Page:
There is a concern that this will expand to other areas. What happens when this is extended to other areas of Baptist polity -- ordinations, for example. I may not be ordained by the Southern Baptist Convention. I was baptized in an independent Baptist church, not a Southern Baptist church. My church has determined that my baptism is scriptural. The IMB would disagree, it seems. But that's not their responsibility.

I think that it's great that the SBC is moving away from the liberal influences of its past. I'm thankful for the conservative resurgance. But this is an area that we are wrong on. A missionary board has no business telling churches that the baptism they have declared Scriptural aren't good enough -- especially a mission board that is funded by those churches. If memory serves, the Soutehrn Baptist Convention was formed because of a disagreement about the qualifications of missionaries. Maybe the IMB folks need to read their history books a bit more.

{And I haven't even started about the "private prayer language" thing. Maybe that's one for another post.}

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November 28, 2005

On Baptism

A tip of my nonexistent hat to Steve at the Missional Baptist Blog for this one. From the Baptist Press story:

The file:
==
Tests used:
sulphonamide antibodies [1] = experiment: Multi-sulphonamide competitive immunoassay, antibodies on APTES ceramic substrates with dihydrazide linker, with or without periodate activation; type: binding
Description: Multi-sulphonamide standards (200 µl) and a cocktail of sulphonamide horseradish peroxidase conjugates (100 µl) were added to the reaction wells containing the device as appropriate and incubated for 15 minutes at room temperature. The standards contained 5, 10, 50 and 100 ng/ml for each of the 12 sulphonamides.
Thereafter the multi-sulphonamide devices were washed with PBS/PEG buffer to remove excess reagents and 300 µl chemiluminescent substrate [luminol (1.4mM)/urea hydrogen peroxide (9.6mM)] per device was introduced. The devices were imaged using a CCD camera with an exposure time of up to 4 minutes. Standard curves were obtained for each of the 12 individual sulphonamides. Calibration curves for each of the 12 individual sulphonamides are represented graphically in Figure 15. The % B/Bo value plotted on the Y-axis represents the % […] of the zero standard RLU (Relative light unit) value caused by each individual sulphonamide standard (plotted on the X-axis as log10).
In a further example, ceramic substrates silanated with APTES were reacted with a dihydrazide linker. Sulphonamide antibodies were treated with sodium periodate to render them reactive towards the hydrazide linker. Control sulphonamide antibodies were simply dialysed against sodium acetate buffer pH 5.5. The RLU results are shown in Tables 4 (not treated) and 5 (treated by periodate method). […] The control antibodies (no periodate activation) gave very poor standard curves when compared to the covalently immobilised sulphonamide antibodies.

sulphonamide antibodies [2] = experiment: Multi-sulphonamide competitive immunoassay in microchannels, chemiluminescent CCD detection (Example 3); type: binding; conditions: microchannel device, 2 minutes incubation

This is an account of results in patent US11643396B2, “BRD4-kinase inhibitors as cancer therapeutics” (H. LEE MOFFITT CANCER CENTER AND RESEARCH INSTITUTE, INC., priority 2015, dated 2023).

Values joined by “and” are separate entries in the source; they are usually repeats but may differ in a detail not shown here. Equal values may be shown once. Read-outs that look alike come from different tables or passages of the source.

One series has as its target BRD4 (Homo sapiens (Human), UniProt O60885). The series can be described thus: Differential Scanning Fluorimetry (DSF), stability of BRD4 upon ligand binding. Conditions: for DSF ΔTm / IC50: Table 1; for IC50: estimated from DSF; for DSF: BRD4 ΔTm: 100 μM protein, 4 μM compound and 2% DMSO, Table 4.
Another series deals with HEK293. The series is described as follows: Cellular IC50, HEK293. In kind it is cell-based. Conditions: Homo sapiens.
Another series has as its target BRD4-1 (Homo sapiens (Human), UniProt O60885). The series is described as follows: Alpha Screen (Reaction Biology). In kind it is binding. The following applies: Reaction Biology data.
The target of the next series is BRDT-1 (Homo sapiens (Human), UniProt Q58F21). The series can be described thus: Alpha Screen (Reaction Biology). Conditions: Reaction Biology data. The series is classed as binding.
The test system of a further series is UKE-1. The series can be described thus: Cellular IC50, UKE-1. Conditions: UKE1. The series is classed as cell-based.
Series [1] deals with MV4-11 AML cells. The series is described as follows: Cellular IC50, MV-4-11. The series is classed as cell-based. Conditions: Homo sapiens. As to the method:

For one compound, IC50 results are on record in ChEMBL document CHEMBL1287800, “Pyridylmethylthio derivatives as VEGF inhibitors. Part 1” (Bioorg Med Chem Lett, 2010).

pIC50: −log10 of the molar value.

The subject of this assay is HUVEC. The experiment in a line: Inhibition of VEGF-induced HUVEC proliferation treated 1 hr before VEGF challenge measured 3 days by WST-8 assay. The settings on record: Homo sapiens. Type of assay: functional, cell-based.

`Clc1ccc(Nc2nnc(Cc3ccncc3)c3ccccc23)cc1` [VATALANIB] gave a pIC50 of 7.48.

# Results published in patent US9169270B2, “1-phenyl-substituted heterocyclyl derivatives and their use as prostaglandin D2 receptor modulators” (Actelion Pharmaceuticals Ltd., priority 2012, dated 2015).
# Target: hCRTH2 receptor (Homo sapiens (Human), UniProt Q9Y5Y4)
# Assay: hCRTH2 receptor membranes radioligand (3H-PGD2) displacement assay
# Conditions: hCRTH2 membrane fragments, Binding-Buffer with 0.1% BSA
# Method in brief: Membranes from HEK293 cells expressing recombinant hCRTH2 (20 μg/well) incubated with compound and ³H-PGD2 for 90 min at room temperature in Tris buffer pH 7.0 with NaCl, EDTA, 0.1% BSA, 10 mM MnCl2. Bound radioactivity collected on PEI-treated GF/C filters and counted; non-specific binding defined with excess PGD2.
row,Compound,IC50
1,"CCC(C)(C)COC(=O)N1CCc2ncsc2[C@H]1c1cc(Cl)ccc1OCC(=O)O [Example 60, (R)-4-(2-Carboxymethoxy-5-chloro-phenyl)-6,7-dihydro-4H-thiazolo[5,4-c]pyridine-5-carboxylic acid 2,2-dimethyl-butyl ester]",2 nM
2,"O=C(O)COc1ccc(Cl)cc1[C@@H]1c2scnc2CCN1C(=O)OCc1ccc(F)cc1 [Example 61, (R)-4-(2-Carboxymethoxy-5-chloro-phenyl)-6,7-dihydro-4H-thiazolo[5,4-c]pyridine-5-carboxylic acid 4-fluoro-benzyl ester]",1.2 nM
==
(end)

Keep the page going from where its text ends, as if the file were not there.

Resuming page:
Regarding a candidate's baptism, trustees voted by a 2-1 margin to establish a guideline that specifies (1) believer's baptism by immersion; (2) baptism follows salvation; (3) baptism is symbolic, picturing the experience of the believer's death to sin and resurrection to a new life in Christ; (4) baptism does not regenerate; and (5) baptism is a church ordinance.

The guideline establishes that candidates must have been baptized in a Southern Baptist church or in a church of another denomination that practices believer's baptism by immersion alone. Also, the baptism must not be viewed as sacramental or regenerative, and the church must embrace the doctrine of the security of the believer.

Well, it's pretty clear to me that the "baptism must be in a Southern Baptist Church" shouldn't refer to physical location -- after all, we baptize people every year at the national convention, and have at many of the state conventions I've been to. It has to do with support. Candidates for baptism must be supported by a local church -- at least that's the way I understand SBC polity.

IF they are saying that a legitimate, Scriptural baptism has to take place INSIDE a church, then I have a HUGE problem with this language, and someone at the IMB needs to examine Baptist history, because indoor baptisms were not a part of early Baptist practice. Baptisms were public, performed in streams or rivers -- not in churches. Location does not, and should NEVER, matter -- what matters is that the subject of the baptism is a believer, and that he is being baptized under the guidance and authority of a local church. If THAT is what the IMB is trying to affirm, then I don't see any conflicts.

I've been planning on doing a series of posts concerning Baptist "distinctives," which would touch on Baptist polity issues such as church ordinances and offices. I've been holding off until I had a chance to take Dr. Moore's Systematic Theology III class at Southern (because ecclesiology is NOT my strong suit), but I think I feel a rush of independent study coming on. Maybe in a couple weeks.

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October 14, 2005